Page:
Three Thoughts/Observations on the Current State of the Ebook

by PocketGoddess on February 28, 2011

I don’t often cover ebook news here at the site, but three recent observations/stories came to light recently that I wanted to cover, if only briefly. Ebooks are great resources for so many reasons–portability and search-ability come to mind–but even though ebooks have been around for more than a decade, the market is very much in its infancy. It’s hard for readers to choose formats, choose a device, and navigate the treacherous waters of DRM and access when their ebook vendor goes under or simply stops updating its reader software to work with new hardware. These are trying times, and it seems that things are only getting harder, not easier.

Trouble Brewing Over New HarperCollins Library Policy

Over the last few days a storm has been brewing regarding the new library ebook policy from HarperCollins, which would require a library to purchase a new ebook once a particular title has been loaned out 26 times. I was shocked when I first read about this on Digital Reader over the weekend. Library ebooks have become an increasingly popular resource for readers, and one that I definitely enjoy. I don’t have any hard numbers on their popularity beyond my own experience–I have had to wait as long as three weeks to check out a popular ebook, even when my local public library has multiple copies of the title.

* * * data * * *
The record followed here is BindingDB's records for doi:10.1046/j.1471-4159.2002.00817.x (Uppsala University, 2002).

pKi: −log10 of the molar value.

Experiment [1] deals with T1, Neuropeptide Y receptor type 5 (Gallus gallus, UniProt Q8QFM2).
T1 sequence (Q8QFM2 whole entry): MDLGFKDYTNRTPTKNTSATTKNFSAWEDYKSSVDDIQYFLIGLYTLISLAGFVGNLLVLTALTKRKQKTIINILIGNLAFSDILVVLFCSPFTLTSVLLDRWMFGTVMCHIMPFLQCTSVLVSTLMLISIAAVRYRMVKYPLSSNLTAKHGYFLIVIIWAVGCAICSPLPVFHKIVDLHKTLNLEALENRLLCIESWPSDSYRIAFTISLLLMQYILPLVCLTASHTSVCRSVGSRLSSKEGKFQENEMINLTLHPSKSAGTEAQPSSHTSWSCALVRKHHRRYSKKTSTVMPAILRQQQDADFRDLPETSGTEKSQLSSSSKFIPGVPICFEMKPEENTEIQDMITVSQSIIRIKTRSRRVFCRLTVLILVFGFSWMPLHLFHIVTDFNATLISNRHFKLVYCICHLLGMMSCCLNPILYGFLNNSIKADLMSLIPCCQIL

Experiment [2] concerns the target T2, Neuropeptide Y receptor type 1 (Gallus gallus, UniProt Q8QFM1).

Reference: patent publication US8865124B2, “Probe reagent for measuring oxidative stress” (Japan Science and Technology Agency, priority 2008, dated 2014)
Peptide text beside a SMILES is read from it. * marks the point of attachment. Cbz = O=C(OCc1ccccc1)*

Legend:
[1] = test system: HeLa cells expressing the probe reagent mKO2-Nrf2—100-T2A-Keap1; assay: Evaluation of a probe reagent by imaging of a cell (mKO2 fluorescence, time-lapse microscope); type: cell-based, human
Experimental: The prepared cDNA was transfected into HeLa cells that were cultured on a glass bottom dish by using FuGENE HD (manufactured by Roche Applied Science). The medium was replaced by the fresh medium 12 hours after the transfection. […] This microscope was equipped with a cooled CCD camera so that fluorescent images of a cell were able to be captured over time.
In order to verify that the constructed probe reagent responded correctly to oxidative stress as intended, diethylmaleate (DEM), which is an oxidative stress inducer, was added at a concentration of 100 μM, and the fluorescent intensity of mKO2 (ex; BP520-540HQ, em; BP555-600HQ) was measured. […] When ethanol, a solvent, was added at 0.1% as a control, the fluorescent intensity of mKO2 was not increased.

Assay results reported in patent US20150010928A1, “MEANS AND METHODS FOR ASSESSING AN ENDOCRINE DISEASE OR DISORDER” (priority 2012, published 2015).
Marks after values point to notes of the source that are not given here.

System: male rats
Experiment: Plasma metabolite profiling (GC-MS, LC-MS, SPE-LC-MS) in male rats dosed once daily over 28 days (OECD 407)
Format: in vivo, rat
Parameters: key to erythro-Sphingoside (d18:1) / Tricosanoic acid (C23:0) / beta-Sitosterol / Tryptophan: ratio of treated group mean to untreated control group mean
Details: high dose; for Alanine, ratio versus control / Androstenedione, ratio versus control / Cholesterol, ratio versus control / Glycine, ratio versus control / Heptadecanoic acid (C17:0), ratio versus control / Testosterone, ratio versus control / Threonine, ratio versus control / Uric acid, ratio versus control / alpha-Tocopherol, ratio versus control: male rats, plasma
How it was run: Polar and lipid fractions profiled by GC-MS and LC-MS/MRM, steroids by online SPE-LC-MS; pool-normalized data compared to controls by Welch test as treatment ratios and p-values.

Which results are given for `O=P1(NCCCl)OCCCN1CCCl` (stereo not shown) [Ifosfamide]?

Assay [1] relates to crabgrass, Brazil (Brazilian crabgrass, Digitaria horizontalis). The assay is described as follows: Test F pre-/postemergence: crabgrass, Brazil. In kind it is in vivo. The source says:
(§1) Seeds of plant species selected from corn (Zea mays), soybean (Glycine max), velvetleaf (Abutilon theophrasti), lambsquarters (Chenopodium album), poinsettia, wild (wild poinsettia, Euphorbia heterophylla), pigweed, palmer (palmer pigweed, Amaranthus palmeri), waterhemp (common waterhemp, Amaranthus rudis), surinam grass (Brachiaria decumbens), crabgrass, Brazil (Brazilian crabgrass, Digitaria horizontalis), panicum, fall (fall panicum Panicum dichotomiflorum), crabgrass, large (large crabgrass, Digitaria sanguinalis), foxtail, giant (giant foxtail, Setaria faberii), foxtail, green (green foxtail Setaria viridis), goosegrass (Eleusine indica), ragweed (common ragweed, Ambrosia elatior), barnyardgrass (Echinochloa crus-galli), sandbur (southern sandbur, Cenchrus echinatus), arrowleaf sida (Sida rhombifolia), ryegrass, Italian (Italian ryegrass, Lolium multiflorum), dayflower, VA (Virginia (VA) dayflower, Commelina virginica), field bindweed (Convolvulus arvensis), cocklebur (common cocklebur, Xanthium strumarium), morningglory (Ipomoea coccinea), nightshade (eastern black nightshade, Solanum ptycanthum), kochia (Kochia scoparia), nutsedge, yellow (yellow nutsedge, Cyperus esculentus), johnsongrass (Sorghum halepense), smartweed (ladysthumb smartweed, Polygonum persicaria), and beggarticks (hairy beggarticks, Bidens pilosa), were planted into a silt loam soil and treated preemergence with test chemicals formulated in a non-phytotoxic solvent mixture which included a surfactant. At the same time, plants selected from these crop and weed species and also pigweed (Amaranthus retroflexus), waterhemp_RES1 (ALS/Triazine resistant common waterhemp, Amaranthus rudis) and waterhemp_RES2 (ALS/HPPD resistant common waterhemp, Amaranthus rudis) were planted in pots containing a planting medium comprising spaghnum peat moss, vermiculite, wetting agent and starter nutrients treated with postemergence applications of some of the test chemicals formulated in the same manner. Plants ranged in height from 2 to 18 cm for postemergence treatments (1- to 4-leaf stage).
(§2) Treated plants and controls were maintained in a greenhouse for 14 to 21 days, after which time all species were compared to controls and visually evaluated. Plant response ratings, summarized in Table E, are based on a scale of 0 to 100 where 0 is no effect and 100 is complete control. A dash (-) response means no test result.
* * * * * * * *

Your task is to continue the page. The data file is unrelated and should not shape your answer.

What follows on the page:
So why is it necessary to limit the number of times an electronic resource can be checked out? Ebooks certainly don’t wear out and fall apart like physical books. Libraries are already restricted to a one copy per patron lending policy for ebooks, which in my mind equates them to physical books that also can only be lent out to one person at a time. Since libraries are likely paying more for ebooks than for the equivalent physical books thanks to agency pricing, why should those same ebooks be further restricted to a certain number of loans?

The whole idea sounds like pure insanity to me, and evidently I’m not the only one. According to Teleread, a boycott has already started to protest this new policy, and you can learn more at The site includes an explanation of the reasons behind the boycott as well as a sample letter you can send to HarperCollins to show your support for the movement.

Missing Preorders at B&N

I’m an avid Elizabeth Moon fan, and I’m anxiously awaiting her latest book in the new “Paks World” series, Kings of the North. It’s available for preorder in a variety of formats, from hardcover to audiobook, but there’s no B&N NOOKbook edition available. It has been available from Amazon as a Kindle book preorder for several weeks now.

Curious and growing concerned since the hardcover will release in just three weeks, I contacted both the author and the publisher. Ms. Moon stated that “once the e-rights are licensed, the writer has no choice of format and is not informed which, or when, new formats will come online.” That’s unfortunate, but understandable: once the contract is signed, there’s not much the author can do as far as distribution is concerned.

The response from Random House wasn’t too promising either: “It is up to the indivdual resellers to convert our ebooks to any proprietary formats they need.  If your preferred ebook store is not offering this title in the format needed for your reading device you should contact them for assistance.” Of course the only option available at the Barnes & Noble site is to click a button that says “Tell the publisher you want this book in NOOKbook format.”